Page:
Putting Israel on the Global Truffle Map

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Truffles at agricultural exhibition in Rishon Lezion.Credit: David Bachar

Local farmers and researchers who have been trying for years to crack the “code” to growing truffles hope their recent breakthroughs in the field could put Israel on the global culinary map as a new source for the most expensive and sought-after mushrooms in the world.

There are numerous species of truffles, which are the edible fruits of fungus that grows underground in symbiosis with the roots of certain trees. While certain types of truffle are more highly prized than others, they share a powerful, earthy aroma that is unique to these tubers.

Researchers at the Ramat Negev Desert Agro-Research Center, in southern Israel, are focusing their cultivation efforts on the desert truffle Terfezia boudieri, which is considered a great delicacy in North Africa and the Middle East. It grows in symbiosis with the roots of the Helianthemum sessiliflorum bush (known as Shimshon yoshev in Hebrew), and is gathered by Bedouin in the early spring.

In the Upper Galilee, meanwhile, attempts are being made to acclimate two species of black truffle that are native to France: the Burgundy and the Perigord, which grow in summer and in winter, respectively. If both could be successfully cultivated here, it would give Israeli farmers the possibility of growing and selling truffles year-round and to get a jump on the later European harvest season.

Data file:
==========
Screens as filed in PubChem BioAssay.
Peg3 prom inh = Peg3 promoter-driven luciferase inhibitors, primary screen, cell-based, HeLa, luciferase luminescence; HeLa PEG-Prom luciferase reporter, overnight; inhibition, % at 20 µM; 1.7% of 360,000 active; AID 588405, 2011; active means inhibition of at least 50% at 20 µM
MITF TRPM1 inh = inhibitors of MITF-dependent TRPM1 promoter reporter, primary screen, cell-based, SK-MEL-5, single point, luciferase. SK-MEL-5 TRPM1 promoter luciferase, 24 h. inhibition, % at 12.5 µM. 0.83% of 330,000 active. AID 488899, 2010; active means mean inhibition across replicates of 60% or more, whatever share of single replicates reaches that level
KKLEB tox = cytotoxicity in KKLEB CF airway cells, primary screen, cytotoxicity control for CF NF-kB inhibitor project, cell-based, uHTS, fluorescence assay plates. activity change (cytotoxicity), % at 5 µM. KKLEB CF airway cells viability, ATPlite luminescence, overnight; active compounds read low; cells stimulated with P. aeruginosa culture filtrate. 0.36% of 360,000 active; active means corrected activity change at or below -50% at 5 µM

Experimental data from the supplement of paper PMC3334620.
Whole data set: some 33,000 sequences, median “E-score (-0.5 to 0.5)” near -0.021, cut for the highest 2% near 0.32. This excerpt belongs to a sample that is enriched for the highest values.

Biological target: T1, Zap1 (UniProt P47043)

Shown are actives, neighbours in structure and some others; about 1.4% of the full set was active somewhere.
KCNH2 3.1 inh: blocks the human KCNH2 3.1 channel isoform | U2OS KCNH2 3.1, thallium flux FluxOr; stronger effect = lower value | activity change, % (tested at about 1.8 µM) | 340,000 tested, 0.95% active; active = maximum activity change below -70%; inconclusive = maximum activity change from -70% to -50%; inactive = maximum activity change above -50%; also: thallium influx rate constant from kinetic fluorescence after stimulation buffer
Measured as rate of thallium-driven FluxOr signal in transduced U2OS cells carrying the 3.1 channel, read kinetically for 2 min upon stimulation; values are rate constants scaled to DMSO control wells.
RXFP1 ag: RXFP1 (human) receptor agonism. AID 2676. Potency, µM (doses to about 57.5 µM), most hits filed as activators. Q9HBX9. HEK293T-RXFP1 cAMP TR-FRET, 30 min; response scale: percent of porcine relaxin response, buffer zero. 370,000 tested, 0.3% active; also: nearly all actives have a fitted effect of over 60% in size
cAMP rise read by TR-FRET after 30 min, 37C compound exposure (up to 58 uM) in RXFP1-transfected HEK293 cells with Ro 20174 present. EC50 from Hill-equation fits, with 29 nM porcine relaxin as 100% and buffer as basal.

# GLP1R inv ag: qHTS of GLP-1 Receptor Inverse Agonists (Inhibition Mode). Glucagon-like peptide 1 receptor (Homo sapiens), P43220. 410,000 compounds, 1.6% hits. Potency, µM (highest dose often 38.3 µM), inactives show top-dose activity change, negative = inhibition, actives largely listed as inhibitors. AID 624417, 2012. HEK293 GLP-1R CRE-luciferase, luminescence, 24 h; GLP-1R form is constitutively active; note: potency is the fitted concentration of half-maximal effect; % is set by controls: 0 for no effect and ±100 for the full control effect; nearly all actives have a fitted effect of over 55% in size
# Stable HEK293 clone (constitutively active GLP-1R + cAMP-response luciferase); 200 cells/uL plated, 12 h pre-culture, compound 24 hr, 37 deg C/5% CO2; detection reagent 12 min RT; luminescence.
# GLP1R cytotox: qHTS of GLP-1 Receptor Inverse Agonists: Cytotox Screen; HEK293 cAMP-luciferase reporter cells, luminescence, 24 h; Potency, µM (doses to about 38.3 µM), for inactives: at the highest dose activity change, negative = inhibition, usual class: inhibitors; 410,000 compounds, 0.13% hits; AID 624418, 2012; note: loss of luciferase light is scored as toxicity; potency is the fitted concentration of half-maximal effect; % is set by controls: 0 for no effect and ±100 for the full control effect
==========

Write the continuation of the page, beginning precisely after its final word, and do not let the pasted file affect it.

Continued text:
At a recent open house sponsored by the Agriculture Ministry, both centers displayed a generous selection of locally grown truffles that drew many curious spectators, as well as impassioned pleas to receive a chunk for their holiday menus. After reading information on display, one man approached Yaron Sitrit, a researcher from Ben-Gurion University of the Negev’s Jacob Blaustein Institutes for Desert Research. He asked to smell the desert truffle on display, saying, “So, you just put a planter with some Shimshon yoshev in the sun and wait for the truffles?”

Sitrit laughed: “Well, it’s not that simple. The Helianthemum sessiliflorum supplies the fungus with sugars from photosynthesis and in return the fungus helps it absorb water and phosphorus and nitrogen ions from the ground. Just watering the plot is pretty tricky, because if the plant has good conditions, it doesn’t need the truffle anymore. The plant only needs it when it gets in dire straits.”

“Research whose chief purpose is to develop truffles as a commercial crop has been under way for many years,” Sitrit says. “Prof. Varda Kagan-Zur and Prof. Nurit Roth-Bejerano began studying the topic in 1982. They amassed a lot of knowledge but weren’t able to produce a crop. The lack of results led to a big decline in funding for this kind of agricultural research. They retired and I carried on their work, with their collaboration. Our research could provide the scientific understanding necessary to develop the truffle as a new agricultural crop that needs very little water and is very profitable, in a region where the number of crops is limited due to the difficult desert conditions. Farmers in the region are desperate for new crops,” Sitrit said.